I have held titles throughout my life and career that reinforce my commitment to healthcare and caring. I’m the chief medical officer at Blue Cross Blue Shield of Arizona, former director of the Arizona Department of Health Services, and above all – I’m a mom.
So when I read statistics like this one from the Centers for Disease Control and Prevention’s latest Youth Behavioral Risk Survey, my heart sinks:
In 2021, 42% of high school students felt so sad or hopeless almost every day for at least two weeks in a row that they stopped doing their usual activities.
Kids and adolescents usually radiate more optimism, liveliness, and energy than any other age group. Instead, research shows us that nearly half of all teenagers in the U.S. are experiencing a sense of hopelessness.
It’s a mental struggle I hope my kids and loved ones never face, and no Arizonan ever goes through. But this is not a problem we can simply hope will get better or resolve itself. We need a strategic plan and measured efforts.
Making a measured difference in Arizona by 2025
Our team at BCBSAZ is stepping up to the plate in our state with an action plan. We set an ambitious goal of engaging 525,000 Arizonans in improving behavioral health by 2025.
We often discuss mental health by itself, but behavioral health fully encompasses the issues we need to tackle. Behavioral health affects how we think, feel, act, handle stress, relate to others, and make healthy choices. Behavioral health includes mental health and substance use issues, which can both impact your physical health.
It’s not always the case, but there can be a cause-and-effect connection between mental health and substance use disorders. For example, sometimes people who are experiencing depression, anxiety, or suicidal thoughts “self-medicate” with unprescribed substances in an attempt to find relief. The coexistence of both a mental illness and a substance use disorder (SUD) is referred to as co-occurring disorder.
Recent statistics demonstrate the need to address mental health and SUD at the same time:
- 1,030,000 adults in Arizona have a mental health condition.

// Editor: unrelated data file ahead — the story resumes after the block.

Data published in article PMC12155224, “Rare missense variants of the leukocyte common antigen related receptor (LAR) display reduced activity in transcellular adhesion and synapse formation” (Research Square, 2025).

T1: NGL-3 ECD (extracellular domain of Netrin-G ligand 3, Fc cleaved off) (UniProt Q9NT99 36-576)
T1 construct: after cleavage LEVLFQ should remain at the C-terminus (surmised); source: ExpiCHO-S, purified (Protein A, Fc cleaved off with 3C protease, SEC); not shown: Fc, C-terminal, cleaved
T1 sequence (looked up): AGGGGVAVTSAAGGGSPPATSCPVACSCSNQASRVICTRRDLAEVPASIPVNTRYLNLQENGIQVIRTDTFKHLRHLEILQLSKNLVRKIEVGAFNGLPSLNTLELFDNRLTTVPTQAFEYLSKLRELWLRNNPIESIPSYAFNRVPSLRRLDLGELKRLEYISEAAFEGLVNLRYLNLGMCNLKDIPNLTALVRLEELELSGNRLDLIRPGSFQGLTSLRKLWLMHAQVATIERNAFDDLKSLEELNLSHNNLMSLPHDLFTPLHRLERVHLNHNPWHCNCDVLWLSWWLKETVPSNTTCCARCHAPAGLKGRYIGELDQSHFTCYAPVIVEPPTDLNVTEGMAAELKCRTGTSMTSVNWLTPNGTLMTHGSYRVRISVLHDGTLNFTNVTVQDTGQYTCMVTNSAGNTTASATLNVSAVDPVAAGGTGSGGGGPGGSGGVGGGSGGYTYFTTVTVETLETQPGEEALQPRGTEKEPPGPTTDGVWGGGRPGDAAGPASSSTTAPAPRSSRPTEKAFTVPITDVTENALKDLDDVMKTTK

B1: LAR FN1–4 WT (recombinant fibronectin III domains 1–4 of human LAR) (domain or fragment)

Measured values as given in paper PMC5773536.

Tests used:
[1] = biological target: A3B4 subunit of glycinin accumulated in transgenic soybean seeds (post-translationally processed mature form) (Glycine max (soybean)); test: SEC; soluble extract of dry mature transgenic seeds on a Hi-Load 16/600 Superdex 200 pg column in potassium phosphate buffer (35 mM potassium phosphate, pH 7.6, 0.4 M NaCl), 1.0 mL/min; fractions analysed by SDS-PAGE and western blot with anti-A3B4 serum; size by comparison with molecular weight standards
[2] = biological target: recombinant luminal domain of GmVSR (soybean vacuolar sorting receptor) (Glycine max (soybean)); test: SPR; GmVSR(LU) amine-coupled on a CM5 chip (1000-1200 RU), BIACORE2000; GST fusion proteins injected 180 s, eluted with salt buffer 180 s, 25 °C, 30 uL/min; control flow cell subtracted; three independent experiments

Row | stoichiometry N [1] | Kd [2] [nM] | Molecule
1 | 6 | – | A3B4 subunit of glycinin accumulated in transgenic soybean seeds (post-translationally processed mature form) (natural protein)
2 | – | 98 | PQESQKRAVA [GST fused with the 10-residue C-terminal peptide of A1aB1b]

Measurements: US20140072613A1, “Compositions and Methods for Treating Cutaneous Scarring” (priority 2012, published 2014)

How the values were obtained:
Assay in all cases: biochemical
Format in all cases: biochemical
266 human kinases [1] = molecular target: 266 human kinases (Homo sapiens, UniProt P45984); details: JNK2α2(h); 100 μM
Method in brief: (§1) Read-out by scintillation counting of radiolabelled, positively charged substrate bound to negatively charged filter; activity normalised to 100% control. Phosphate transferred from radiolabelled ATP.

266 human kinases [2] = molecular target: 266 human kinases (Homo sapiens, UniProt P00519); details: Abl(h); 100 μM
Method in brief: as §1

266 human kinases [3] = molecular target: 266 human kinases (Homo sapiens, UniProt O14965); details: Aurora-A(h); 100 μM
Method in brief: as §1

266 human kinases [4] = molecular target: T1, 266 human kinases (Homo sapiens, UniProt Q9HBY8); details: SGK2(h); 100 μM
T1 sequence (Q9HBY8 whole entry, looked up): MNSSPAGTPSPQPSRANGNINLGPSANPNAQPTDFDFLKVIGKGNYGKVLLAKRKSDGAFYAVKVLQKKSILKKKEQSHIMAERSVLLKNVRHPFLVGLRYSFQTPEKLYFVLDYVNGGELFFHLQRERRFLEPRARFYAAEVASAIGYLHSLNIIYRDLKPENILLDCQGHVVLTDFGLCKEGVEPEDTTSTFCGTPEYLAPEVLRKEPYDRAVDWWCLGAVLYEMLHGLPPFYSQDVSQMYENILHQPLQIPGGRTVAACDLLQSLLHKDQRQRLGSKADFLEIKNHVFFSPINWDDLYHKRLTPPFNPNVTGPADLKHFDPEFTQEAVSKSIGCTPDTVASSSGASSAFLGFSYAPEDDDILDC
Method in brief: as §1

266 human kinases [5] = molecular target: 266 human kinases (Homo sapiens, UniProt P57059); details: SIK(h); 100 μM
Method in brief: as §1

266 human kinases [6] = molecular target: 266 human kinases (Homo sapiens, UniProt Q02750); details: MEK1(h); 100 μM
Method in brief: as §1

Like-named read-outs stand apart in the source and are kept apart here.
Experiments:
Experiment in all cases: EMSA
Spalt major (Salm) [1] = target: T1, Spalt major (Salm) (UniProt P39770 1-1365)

- 87,000 Arizonans age 12–17 have depression.
- Suicide is the 10th leading cause of death in Arizona.
- 5 Arizonans die a day from opioid overdoses.
- 17.5% of Arizona adults report drinking excessively.
Although alarming, these figures do not fully represent the scope of the issues which have been exacerbated by the pandemic. Even as the COVID-19 Public Health Emergency (PHE) comes to an end this month, behavioral health issues persist.
The BCBSAZ Behavioral Health Action Plan comes at a pivotal time. It’s all about raising awareness and getting others involved – the first steps to creating actionable change.
Engaging 525,000 Arizonans in improving behavioral health
It’s important for us to talk with Arizonans who are providing and receiving healthcare to keep a pulse on the biggest behavioral health gaps and needs. From conversations like these, we formed a plan to reach 525,000 Arizonans through different channels: online, training, partnerships, and more.
For example, BCBSAZ has several social media series that give tips on taking care of your mental health and sparking joy. We’re launching a website dedicated to behavioral health full of insights and resources. We’re working on enhancing availability of behavioral health services and treatment in Arizona. We’ll continue to fund and partner with Arizona-based nonprofit organizations that educate about, treat, and fight stigma for mental health and substance use through the BCBSAZ Foundation for Community & Health Advancement.
On the business front, our team is creating a guide for leaders to support their employees’ mental health. We’re also continuing to provide Mental Health First Aid (MHFA) training throughout the state. MHFA teaches you what to do or say to someone who may be experiencing a mental health or substance use crisis until professionals step in. Think of it as First Aid/CPR – only for behavioral rather than physical health.
Changing the numbers and the narrative
More than anything, we want to see a decrease in deaths by despair, overdoses, anxiety, depression, and other behavioral health conditions. But through our work, we are also aiming for an increase in certain numbers – like the number of people who know the 988 Suicide & Crisis Lifeline by heart and the number of Arizonans trained in MHFA.
Behavioral health is something that affects every one of us. We all feel, react, manage stress, and make choices daily. We all have good days and bad days, and that’s perfectly normal. But it is something we need to work on just like our physical health. The Behavioral Health Action Plan is meant to be a launching pad for conversation, connection to resources, and change. We are excited for the opportunity to turn reported ‘hopelessness’ for some, into increased hopefulness for all Arizonans.
Cara Christ, MD, is chief medical officer at Blue Cross Blue Shield of Arizona